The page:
While on the hunt for a law professorship in 1997, Brett Scharffs headed to Georgetown University. Although a teaching position at Georgetown would have suited him well, there was something else he found instead.
During the interview process, Professor Scharffs met a Jesuit priest who was also an acting professor at Georgetown. He was the leader of a mentor program that brought inner-city elementary school kids to Georgetown for one-on-one mentoring with a law student. The program’s purpose was to instill a love of learning, a sense of community, and to help the school kids feel invested in by an adult. Impressed by the dedication to community, teaching, and learning displayed by this professor, Professor Scharffs resolved he would do the same wherever he landed.
The BYU Law School Youth Mentoring Program began almost immediately after Professor Scharffs’ welcome into BYU Law’s faculty ranks in 1998. Now, nearly 16 years later, thousands of BYU Law students and Provo elementary school kids have felt the impact of Professor Scharffs’ eye-opening experience at Georgetown.
At first, Professor Scharffs wondered whether there was anything equivalent to an “inner city” school that needed serving in Provo, Utah, a stereotypically homogenous community. What he learned is there is always a need, no matter the perceived economic circumstances. In an article written by Professor Scharffs in 2002 about the program’s early successes, he explained the need for a program in Provo in this way: “On the east side of the Interstate, numerous children grow up expecting to attend college; however, for many children on the west side, the prospect of college is more remote.” He continued, “If a mentoring program is needed in Provo, then it is difficult to imagine any city in the country where one is not needed.”
Although the program has seen no major obstacles, there were a few bumps along the way. One of the most impactful issues was the cost of bus fare in transporting students to and from the Law School. This cost was borne mostly on the shoulders of the school district, which eventually caused Sunset View Elementary to cease working with the Law School. In the search for a more feasible alternative, Professor Scharffs met the coordinator for mentor programs in the Provo School District, Cora Barrett, who has been the program’s liaison for 14 years. Professor Sharffs and Barrett established a relationship with Wasatch Elementary in 2000, where the fifth graders are now a three-minute walk from the Law School.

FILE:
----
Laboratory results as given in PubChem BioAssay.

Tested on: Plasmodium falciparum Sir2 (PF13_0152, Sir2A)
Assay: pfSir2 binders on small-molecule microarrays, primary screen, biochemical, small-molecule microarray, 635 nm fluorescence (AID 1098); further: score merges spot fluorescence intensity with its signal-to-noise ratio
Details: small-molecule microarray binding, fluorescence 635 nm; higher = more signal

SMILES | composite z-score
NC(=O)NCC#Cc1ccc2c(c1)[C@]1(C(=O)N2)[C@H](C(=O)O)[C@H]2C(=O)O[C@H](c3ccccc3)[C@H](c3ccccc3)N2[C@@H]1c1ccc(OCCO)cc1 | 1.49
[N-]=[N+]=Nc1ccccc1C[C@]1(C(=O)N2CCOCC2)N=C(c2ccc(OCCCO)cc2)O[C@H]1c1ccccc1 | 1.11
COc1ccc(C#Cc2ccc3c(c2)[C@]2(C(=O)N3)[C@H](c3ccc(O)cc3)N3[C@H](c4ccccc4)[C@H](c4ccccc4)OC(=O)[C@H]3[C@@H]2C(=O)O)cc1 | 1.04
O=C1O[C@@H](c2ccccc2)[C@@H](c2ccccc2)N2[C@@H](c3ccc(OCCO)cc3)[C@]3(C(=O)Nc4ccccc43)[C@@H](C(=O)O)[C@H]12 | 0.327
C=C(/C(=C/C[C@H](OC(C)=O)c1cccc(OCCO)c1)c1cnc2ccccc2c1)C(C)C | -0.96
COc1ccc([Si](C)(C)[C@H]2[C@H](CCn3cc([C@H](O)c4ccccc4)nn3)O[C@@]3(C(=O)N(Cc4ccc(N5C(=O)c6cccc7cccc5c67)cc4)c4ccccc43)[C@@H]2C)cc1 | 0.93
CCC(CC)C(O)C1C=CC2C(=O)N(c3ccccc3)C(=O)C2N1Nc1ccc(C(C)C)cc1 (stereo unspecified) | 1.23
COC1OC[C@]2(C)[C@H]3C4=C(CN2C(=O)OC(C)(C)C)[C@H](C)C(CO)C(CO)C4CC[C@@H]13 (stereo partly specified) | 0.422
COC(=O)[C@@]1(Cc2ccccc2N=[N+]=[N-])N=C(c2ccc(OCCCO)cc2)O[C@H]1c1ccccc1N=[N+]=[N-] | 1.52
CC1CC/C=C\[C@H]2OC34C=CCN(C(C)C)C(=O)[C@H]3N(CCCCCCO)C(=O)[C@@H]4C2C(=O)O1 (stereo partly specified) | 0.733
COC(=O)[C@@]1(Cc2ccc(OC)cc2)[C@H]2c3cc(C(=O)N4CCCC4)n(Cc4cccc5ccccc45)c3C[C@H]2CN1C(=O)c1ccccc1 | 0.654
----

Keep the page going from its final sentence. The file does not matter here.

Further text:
The shift from a 20-minute bus ride to a three-minute walk has positively affected the program in more ways than just finances. According to Professor Scharffs, this shift altered the program’s focus to a perspective he had never considered; something he called “moral proximity.”
“A lot of time we try to provide service far away from us and we neglect our neighbor,” he said. “I think there is something quite lovely and quite meaningful about providing service to [our] neighbors: to these kids who can see the Law School but have never been in it.”
Professor Scharffs’ paradigm shift in viewing the benefit of community service as an immediate connection to “neighbors” shaped the way law students were taught to serve. Camie Wood, 3L, who served as one of two student leaders of the program in 2013, said her mentoring experience as a first-year law student taught her the greatest benefit is that the kids come to realize they are important.
This lesson came after Wood was assigned to mentor three young girls, one of whom was timid, quiet, and very studious. Wood had trouble connecting with this girl at the beginning of the year, but saw improvement as Wood showed she cared about the girl’s experience in the program.
“As the weeks progressed, she significantly changed,” Wood said. “In one of our down times, she told me she loved coming to fifth grade mentoring because she could just be herself and have fun. It was amazing. I did nothing that was earth shattering; I just gave [her] my undivided attention, genuinely cared, and gave [her] an opportunity to have fun. In return I had a great time.”
Wood hopes that the fifth graders remember the feeling of importance and community they had while in the mentoring program. As the student leader, her job was to organize activities that allowed law students to interact with their mentees on a personal level. For example, the end-of-the-year activity, which program participants work toward all year, is a mock trial.
“The kids work with their mentors to learn about the ‘case,’” Wood said. “Each fifth grader will get a part: judge, bailiff, juror, prosecutor, defendant, etc.; then they will learn their part and try the case. This is a fun opportunity for the law students to use some of the knowledge they have learned while the fifth graders get to see what happens in court, and everyone has a great time.”
Barrett also recalls the effect moral proximity had on a particular fifth grader. “I mentored a girl who struggled academically,” she said. “But several years later, she came back as a law student and mentored others.
“One year, I paired an African American girl with a female African American mentor. After the program ended, the fifth grader mentioned that she felt empowered that she could do anything, after seeing her mentor who was a woman and African American going to law school.”
BYU Law School’s Youth Mentoring Program has had significant effects on the immediate community of students and families for 15 years.
“The truth is, every child needs a mentor,” says Professor Scharffs. “That’s the idea behind the program. We’re not focusing on the gifted kids; we’re not focusing on the struggling kids. We’re focusing on every kid.”